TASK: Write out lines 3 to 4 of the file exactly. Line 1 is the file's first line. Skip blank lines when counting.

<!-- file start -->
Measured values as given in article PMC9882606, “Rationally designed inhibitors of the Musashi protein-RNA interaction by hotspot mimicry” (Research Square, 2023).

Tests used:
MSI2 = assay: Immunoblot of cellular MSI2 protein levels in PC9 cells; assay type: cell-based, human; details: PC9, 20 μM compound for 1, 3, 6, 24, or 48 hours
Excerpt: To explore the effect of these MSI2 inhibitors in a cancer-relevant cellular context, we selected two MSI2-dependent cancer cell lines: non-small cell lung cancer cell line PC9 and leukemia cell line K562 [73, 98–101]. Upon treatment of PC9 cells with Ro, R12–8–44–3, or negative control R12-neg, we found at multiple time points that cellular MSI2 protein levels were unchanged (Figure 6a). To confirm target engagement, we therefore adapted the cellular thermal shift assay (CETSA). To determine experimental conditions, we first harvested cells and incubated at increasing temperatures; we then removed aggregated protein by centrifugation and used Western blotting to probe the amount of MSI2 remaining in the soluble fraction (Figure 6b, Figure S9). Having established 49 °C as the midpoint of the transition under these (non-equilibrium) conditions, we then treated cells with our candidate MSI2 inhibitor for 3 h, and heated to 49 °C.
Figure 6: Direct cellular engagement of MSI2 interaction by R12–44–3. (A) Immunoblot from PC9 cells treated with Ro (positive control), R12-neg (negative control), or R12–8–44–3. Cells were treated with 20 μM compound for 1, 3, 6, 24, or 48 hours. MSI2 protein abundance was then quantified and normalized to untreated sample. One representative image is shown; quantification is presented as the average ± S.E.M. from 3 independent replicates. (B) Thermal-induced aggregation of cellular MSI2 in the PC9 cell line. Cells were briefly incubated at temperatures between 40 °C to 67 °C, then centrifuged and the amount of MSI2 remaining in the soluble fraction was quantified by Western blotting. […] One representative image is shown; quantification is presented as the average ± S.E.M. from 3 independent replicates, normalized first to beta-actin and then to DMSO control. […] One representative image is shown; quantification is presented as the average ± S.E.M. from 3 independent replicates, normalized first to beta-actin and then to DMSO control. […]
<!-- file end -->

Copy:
MSI2 = assay: Immunoblot of cellular MSI2 protein levels in PC9 cells; assay type: cell-based, human; details: PC9, 20 μM compound for 1, 3, 6, 24, or 48 hours
Excerpt: To explore the effect of these MSI2 inhibitors in a cancer-relevant cellular context, we selected two MSI2-dependent cancer cell lines: non-small cell lung cancer cell line PC9 and leukemia cell line K562 [73, 98–101]. Upon treatment of PC9 cells with Ro, R12–8–44–3, or negative control R12-neg, we found at multiple time points that cellular MSI2 protein levels were unchanged (Figure 6a). To confirm target engagement, we therefore adapted the cellular thermal shift assay (CETSA). To determine experimental conditions, we first harvested cells and incubated at increasing temperatures; we then removed aggregated protein by centrifugation and used Western blotting to probe the amount of MSI2 remaining in the soluble fraction (Figure 6b, Figure S9). Having established 49 °C as the midpoint of the transition under these (non-equilibrium) conditions, we then treated cells with our candidate MSI2 inhibitor for 3 h, and heated to 49 °C.